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Your exclusive SNN Obs for this Tuesday Sept 16th 630am Update
More cloudy but still calm to light Trades giving way to 11am lite convective onshore seabreezes with more cloud build up into the afternoon. This pattern is set into Saturday. 1.8' High tide at 11am dropping out to a 0.5' Low tide at 630pm.
High Surf advsry for all southern exposures. The epic swell has eased another notch but still good. Buoys are 4' 15 seconds. Inconsistent.
; all over, plus generals and heavy shorepound. East: Makapu'u: Up just a pinch and Holding the small below normal NE and S wrap 0-1.5' maybe a rare 2' set near the shore and semi smooth lite onshores. Great diving all windward. Diamond Head: Down and dropping on the S-SSW at 2-4+' with superb glass to offshores but likely onshores 11am ish then to the evening glass off. (see SNN Cam). Sandy's: Down and dropping on the South at a nice clean 2-4 occ +'
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THE WHERE, WHEN & WHY OF HAWAII’S WAVES & WEATHER: A VIDEO PRESENTATION BY SNN
Winds Statewide in a glance ...go HERE (this link is also the 4th drop down under weather)
Sep 16, 2014 3:38 AM HST
Muggy conditions will continue through the rest of this week. Gentle trade winds will prevail today through Wednesday, but will still allow for localized afternoon sea breezes and interior clouds and showers. The trades are forecast to break down again Thursday into the weekend, leading to more widespread sea breezes along with afternoon clouds and showers.
Scattered showers have developed across the windward coastal waters and around the Big Island during the last several hours, with shower motions and 88D VWP data indicating that gentle trade winds are becoming established once again across the state. Most land areas have remained dry since sunset, with rain gauge data showing just isolated very light amounts. Surface analysis depicts low pressure centered far northeast of the state, with a trailing cold front/trough extending SW to the southern end of the Big Island. Mimic-tpw imagery also clearly shows a stripe of higher precipitable water values along the front/trough, although the mimic estimated values are running a bit high compared to the measured 12Z Hilo pwat of 1.57 inches. A drier airmass continues to spread into the state from the north behind the trough, as shown by the 12Z Lihue sounding with a measured pwat of only 1.15 inches, which is down from 1.77 inches 24 hours ago and below the 25th percentile for this time of year. Another area of somewhat higher moisture is moving southward toward the state, with the leading edge of this moisture about 200 miles north of Kauai as of 11Z. A 1024 mb surface high centered far northwest of the state is building eastward behind the front/trough, allowing the gentle trades to resume over the islands. Aloft, a weak upper level trough lies across the state, with a large deep layered anticyclone centered well to our northwest, just to the east of the dateline.
Surface high pressure will build slowly eastward to the north of the state today through Wednesday, maintaining a gentle but definite background trade wind flow. Trades should remain light enough to allow localized sea breezes to develop each afternoon. Therefore we would expect a hybrid pattern, with showers and clouds focusing on windward slopes during the nights and early mornings, and across some of the leeward and interior areas during the afternoons. The area of higher moisture initially to our north is forecast to brush across at least the western half of the state late tonight into Wednesday. This may help to enhance shower activity a bit in that area. A rather dry airmass is forecast to spread across the Big Island later today through Wednesday, so showers should be less prevalent there with rainfall amounts remaining light. With ocean waters to the north of the state significantly warmer than normal, rather muggy conditions are likely to continue despite the prevailing trade wind flow.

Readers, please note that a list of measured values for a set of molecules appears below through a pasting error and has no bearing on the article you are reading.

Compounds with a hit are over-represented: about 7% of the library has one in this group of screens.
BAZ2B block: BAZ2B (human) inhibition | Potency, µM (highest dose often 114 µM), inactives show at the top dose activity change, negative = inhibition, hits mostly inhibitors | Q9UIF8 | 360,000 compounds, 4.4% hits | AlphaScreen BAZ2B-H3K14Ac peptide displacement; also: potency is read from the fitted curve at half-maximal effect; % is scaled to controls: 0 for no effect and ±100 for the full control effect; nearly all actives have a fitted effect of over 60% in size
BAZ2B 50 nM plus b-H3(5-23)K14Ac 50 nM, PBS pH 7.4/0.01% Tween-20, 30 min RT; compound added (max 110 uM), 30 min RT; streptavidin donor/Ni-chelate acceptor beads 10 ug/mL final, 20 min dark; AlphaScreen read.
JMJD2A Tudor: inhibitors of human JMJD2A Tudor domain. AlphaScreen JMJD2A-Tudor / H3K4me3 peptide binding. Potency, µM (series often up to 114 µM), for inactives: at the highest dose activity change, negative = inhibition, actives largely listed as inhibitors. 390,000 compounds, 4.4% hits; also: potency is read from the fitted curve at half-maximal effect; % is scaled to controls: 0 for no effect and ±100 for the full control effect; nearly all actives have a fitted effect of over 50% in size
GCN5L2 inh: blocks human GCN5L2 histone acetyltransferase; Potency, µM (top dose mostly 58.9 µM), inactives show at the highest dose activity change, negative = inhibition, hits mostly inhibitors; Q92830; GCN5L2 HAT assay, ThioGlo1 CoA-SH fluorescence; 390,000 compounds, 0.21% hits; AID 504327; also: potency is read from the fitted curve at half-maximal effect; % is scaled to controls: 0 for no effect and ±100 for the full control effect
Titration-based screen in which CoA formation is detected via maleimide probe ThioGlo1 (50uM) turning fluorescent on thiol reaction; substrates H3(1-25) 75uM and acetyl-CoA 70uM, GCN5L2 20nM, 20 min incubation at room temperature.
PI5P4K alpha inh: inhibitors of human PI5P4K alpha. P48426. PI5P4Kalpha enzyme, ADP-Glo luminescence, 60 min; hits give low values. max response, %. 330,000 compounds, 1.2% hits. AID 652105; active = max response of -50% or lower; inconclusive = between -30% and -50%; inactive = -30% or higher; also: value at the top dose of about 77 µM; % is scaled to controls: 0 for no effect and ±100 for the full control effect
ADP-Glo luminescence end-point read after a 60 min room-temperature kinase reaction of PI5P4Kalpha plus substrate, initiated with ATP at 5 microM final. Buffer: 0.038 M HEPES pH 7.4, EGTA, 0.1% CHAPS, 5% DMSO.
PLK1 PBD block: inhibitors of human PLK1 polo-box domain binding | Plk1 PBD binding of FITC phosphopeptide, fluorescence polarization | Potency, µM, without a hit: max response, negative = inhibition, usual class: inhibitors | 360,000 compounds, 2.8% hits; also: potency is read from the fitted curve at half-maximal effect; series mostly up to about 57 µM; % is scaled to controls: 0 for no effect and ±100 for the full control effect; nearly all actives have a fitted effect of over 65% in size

From Thursday into the weekend, another cold front is forecast to drop southward across the north central Pacific. This will likely push the subtropical ridge south and east, disrupting the pressure gradient across the state. Local trade wind flow should weaken further or disappear entirely during this time, allowing for another period of more widespread daytime sea breezes and nighttime land breezes. With more of a pure convective pattern, we should see more prevalent interior clouds and showers during each afternoon, and more clearing across the islands each night. Model consensus eventually stalls the frontal boundary a couple hundred miles north of the state by the end of the weekend and into early next week, with gentle trade winds possibly resuming over the islands by Sunday or Monday.
A high surf advisory remains in effect for south facing shores of all islands through 6 pm today. Surf reports reached high-end advisory levels at many beaches on Monday. Wave heights at the Barbers Point buoy continue to run slightly above wavewatch guidance currently, but peak swell periods are gradually decreasing. Would expect that the resulting surf will remain above advisory criteria at least through today. Will let the day shift evaluate later trends and the surf observations to see if the advisory may need to be extended beyond today. Otherwise, a small northwest swell appears to be near its peak now as indicated by Waimea bay buoy data and wavewatch guidance. This swell will diminish later today, but another couple of small north northwest swells are expected to arrive today and late tonight into Wednesday. Resulting surf should remain well below advisory levels on north and west facing shores.